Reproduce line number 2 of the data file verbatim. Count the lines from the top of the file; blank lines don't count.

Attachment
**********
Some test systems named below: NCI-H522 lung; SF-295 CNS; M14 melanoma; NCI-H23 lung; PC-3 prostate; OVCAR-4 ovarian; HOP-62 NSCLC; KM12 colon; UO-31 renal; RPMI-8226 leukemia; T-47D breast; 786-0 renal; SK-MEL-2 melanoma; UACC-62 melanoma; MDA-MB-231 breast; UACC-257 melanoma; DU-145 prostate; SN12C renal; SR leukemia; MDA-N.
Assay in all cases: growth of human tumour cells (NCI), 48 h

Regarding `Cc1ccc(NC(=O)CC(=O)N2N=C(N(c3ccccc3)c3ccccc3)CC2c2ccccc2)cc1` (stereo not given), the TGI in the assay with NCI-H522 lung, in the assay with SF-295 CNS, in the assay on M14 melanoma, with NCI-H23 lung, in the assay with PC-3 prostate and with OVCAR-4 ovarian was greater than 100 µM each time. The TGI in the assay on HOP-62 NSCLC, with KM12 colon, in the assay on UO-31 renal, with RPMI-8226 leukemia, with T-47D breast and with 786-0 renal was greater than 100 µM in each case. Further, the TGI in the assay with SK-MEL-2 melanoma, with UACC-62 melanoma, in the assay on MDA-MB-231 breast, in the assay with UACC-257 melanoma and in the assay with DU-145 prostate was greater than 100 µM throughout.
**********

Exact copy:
Assay in all cases: growth of human tumour cells (NCI), 48 h